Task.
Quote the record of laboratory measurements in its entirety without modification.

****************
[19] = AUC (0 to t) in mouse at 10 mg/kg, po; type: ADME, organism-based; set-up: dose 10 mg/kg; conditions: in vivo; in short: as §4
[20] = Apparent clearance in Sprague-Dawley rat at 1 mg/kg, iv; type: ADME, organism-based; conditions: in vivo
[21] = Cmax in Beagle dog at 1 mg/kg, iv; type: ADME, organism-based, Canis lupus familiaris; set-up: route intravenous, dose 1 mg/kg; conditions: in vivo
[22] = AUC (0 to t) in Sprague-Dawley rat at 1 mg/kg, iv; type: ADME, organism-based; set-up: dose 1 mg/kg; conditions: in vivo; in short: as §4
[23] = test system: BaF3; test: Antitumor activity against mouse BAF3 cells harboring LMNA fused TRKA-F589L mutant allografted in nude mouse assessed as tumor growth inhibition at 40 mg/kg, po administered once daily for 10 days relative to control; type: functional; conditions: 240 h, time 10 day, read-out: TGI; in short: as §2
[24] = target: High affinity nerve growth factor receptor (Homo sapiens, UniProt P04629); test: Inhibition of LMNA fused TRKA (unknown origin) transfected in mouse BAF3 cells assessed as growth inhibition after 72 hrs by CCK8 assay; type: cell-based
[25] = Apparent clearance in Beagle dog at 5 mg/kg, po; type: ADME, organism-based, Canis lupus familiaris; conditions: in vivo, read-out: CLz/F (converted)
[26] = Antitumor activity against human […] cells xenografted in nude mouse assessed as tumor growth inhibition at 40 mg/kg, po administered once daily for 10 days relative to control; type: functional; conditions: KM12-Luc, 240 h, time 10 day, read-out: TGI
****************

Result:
[19] = AUC (0 to t) in mouse at 10 mg/kg, po; type: ADME, organism-based; set-up: dose 10 mg/kg; conditions: in vivo; in short: as §4
[20] = Apparent clearance in Sprague-Dawley rat at 1 mg/kg, iv; type: ADME, organism-based; conditions: in vivo
[21] = Cmax in Beagle dog at 1 mg/kg, iv; type: ADME, organism-based, Canis lupus familiaris; set-up: route intravenous, dose 1 mg/kg; conditions: in vivo
[22] = AUC (0 to t) in Sprague-Dawley rat at 1 mg/kg, iv; type: ADME, organism-based; set-up: dose 1 mg/kg; conditions: in vivo; in short: as §4
[23] = test system: BaF3; test: Antitumor activity against mouse BAF3 cells harboring LMNA fused TRKA-F589L mutant allografted in nude mouse assessed as tumor growth inhibition at 40 mg/kg, po administered once daily for 10 days relative to control; type: functional; conditions: 240 h, time 10 day, read-out: TGI; in short: as §2
[24] = target: High affinity nerve growth factor receptor (Homo sapiens, UniProt P04629); test: Inhibition of LMNA fused TRKA (unknown origin) transfected in mouse BAF3 cells assessed as growth inhibition after 72 hrs by CCK8 assay; type: cell-based
[25] = Apparent clearance in Beagle dog at 5 mg/kg, po; type: ADME, organism-based, Canis lupus familiaris; conditions: in vivo, read-out: CLz/F (converted)
[26] = Antitumor activity against human […] cells xenografted in nude mouse assessed as tumor growth inhibition at 40 mg/kg, po administered once daily for 10 days relative to control; type: functional; conditions: KM12-Luc, 240 h, time 10 day, read-out: TGI